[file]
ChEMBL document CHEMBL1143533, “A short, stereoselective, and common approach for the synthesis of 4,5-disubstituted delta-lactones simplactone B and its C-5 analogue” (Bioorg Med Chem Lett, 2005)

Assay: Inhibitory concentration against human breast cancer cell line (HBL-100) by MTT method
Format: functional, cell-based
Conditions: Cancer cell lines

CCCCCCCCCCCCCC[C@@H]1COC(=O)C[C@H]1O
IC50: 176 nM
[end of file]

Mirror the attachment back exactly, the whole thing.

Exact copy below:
ChEMBL document CHEMBL1143533, “A short, stereoselective, and common approach for the synthesis of 4,5-disubstituted delta-lactones simplactone B and its C-5 analogue” (Bioorg Med Chem Lett, 2005)

Assay: Inhibitory concentration against human breast cancer cell line (HBL-100) by MTT method
Format: functional, cell-based
Conditions: Cancer cell lines

CCCCCCCCCCCCCC[C@@H]1COC(=O)C[C@H]1O
IC50: 176 nM